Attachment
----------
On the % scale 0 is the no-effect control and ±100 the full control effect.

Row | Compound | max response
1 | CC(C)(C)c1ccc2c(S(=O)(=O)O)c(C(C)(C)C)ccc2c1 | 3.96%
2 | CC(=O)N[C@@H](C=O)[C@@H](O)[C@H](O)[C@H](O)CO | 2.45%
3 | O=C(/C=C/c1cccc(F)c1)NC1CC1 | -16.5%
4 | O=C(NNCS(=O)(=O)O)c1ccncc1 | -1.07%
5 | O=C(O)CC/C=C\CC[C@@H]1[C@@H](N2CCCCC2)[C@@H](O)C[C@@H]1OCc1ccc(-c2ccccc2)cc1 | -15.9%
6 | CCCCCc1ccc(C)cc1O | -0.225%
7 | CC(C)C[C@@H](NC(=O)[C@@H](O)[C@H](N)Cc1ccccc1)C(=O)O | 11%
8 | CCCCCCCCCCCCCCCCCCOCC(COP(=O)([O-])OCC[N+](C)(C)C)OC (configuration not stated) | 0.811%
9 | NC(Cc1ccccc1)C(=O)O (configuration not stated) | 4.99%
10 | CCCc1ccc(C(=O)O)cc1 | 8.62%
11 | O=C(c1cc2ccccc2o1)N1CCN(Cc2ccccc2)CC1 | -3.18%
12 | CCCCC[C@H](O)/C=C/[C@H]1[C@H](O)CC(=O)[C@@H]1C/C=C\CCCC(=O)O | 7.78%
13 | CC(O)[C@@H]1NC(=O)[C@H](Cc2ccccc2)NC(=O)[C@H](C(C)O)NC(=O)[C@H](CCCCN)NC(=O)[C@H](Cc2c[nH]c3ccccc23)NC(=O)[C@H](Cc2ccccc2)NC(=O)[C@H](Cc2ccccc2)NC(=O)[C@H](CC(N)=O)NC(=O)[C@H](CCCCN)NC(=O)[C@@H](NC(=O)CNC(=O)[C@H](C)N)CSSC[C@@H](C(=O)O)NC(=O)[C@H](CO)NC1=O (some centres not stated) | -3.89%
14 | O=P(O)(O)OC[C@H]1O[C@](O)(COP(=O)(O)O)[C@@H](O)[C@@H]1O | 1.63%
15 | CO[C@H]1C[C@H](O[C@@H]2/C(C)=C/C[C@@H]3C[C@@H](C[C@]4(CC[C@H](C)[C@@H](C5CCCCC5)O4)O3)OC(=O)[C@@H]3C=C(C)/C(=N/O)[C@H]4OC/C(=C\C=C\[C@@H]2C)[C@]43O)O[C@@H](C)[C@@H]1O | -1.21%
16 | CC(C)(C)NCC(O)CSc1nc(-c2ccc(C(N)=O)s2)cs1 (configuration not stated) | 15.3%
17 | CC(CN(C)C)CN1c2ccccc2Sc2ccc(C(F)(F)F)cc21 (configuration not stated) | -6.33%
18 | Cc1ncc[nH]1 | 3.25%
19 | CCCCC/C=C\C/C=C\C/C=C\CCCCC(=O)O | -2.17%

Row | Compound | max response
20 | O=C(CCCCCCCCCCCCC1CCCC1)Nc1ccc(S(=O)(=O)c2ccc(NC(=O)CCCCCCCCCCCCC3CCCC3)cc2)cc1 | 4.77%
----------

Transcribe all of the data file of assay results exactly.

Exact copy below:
On the % scale 0 is the no-effect control and ±100 the full control effect.

Row | Compound | max response
1 | CC(C)(C)c1ccc2c(S(=O)(=O)O)c(C(C)(C)C)ccc2c1 | 3.96%
2 | CC(=O)N[C@@H](C=O)[C@@H](O)[C@H](O)[C@H](O)CO | 2.45%
3 | O=C(/C=C/c1cccc(F)c1)NC1CC1 | -16.5%
4 | O=C(NNCS(=O)(=O)O)c1ccncc1 | -1.07%
5 | O=C(O)CC/C=C\CC[C@@H]1[C@@H](N2CCCCC2)[C@@H](O)C[C@@H]1OCc1ccc(-c2ccccc2)cc1 | -15.9%
6 | CCCCCc1ccc(C)cc1O | -0.225%
7 | CC(C)C[C@@H](NC(=O)[C@@H](O)[C@H](N)Cc1ccccc1)C(=O)O | 11%
8 | CCCCCCCCCCCCCCCCCCOCC(COP(=O)([O-])OCC[N+](C)(C)C)OC (configuration not stated) | 0.811%
9 | NC(Cc1ccccc1)C(=O)O (configuration not stated) | 4.99%
10 | CCCc1ccc(C(=O)O)cc1 | 8.62%
11 | O=C(c1cc2ccccc2o1)N1CCN(Cc2ccccc2)CC1 | -3.18%
12 | CCCCC[C@H](O)/C=C/[C@H]1[C@H](O)CC(=O)[C@@H]1C/C=C\CCCC(=O)O | 7.78%
13 | CC(O)[C@@H]1NC(=O)[C@H](Cc2ccccc2)NC(=O)[C@H](C(C)O)NC(=O)[C@H](CCCCN)NC(=O)[C@H](Cc2c[nH]c3ccccc23)NC(=O)[C@H](Cc2ccccc2)NC(=O)[C@H](Cc2ccccc2)NC(=O)[C@H](CC(N)=O)NC(=O)[C@H](CCCCN)NC(=O)[C@@H](NC(=O)CNC(=O)[C@H](C)N)CSSC[C@@H](C(=O)O)NC(=O)[C@H](CO)NC1=O (some centres not stated) | -3.89%
14 | O=P(O)(O)OC[C@H]1O[C@](O)(COP(=O)(O)O)[C@@H](O)[C@@H]1O | 1.63%
15 | CO[C@H]1C[C@H](O[C@@H]2/C(C)=C/C[C@@H]3C[C@@H](C[C@]4(CC[C@H](C)[C@@H](C5CCCCC5)O4)O3)OC(=O)[C@@H]3C=C(C)/C(=N/O)[C@H]4OC/C(=C\C=C\[C@@H]2C)[C@]43O)O[C@@H](C)[C@@H]1O | -1.21%
16 | CC(C)(C)NCC(O)CSc1nc(-c2ccc(C(N)=O)s2)cs1 (configuration not stated) | 15.3%
17 | CC(CN(C)C)CN1c2ccccc2Sc2ccc(C(F)(F)F)cc21 (configuration not stated) | -6.33%
18 | Cc1ncc[nH]1 | 3.25%
19 | CCCCC/C=C\C/C=C\C/C=C\CCCCC(=O)O | -2.17%

Row | Compound | max response
20 | O=C(CCCCCCCCCCCCC1CCCC1)Nc1ccc(S(=O)(=O)c2ccc(NC(=O)CCCCCCCCCCCCC3CCCC3)cc2)cc1 | 4.77%